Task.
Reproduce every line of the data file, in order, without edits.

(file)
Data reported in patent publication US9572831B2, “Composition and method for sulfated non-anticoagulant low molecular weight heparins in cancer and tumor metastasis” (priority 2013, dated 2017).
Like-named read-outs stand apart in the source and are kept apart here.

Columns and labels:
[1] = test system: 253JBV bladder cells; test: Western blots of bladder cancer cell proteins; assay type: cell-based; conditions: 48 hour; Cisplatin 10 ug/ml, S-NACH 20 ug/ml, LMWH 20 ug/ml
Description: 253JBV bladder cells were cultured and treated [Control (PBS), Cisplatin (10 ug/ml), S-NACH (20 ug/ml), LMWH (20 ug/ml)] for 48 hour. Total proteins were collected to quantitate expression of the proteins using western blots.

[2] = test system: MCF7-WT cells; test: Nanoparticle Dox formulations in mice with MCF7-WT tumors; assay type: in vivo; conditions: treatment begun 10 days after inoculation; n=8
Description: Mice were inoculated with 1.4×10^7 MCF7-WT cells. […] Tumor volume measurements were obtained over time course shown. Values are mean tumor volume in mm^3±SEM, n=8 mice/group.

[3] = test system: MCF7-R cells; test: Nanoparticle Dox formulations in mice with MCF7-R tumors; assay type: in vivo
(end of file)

Data reported in patent publication US9572831B2, “Composition and method for sulfated non-anticoagulant low molecular weight heparins in cancer and tumor metastasis” (priority 2013, dated 2017).
Like-named read-outs stand apart in the source and are kept apart here.

Columns and labels:
[1] = test system: 253JBV bladder cells; test: Western blots of bladder cancer cell proteins; assay type: cell-based; conditions: 48 hour; Cisplatin 10 ug/ml, S-NACH 20 ug/ml, LMWH 20 ug/ml
Description: 253JBV bladder cells were cultured and treated [Control (PBS), Cisplatin (10 ug/ml), S-NACH (20 ug/ml), LMWH (20 ug/ml)] for 48 hour. Total proteins were collected to quantitate expression of the proteins using western blots.

[2] = test system: MCF7-WT cells; test: Nanoparticle Dox formulations in mice with MCF7-WT tumors; assay type: in vivo; conditions: treatment begun 10 days after inoculation; n=8
Description: Mice were inoculated with 1.4×10^7 MCF7-WT cells. […] Tumor volume measurements were obtained over time course shown. Values are mean tumor volume in mm^3±SEM, n=8 mice/group.

[3] = test system: MCF7-R cells; test: Nanoparticle Dox formulations in mice with MCF7-R tumors; assay type: in vivo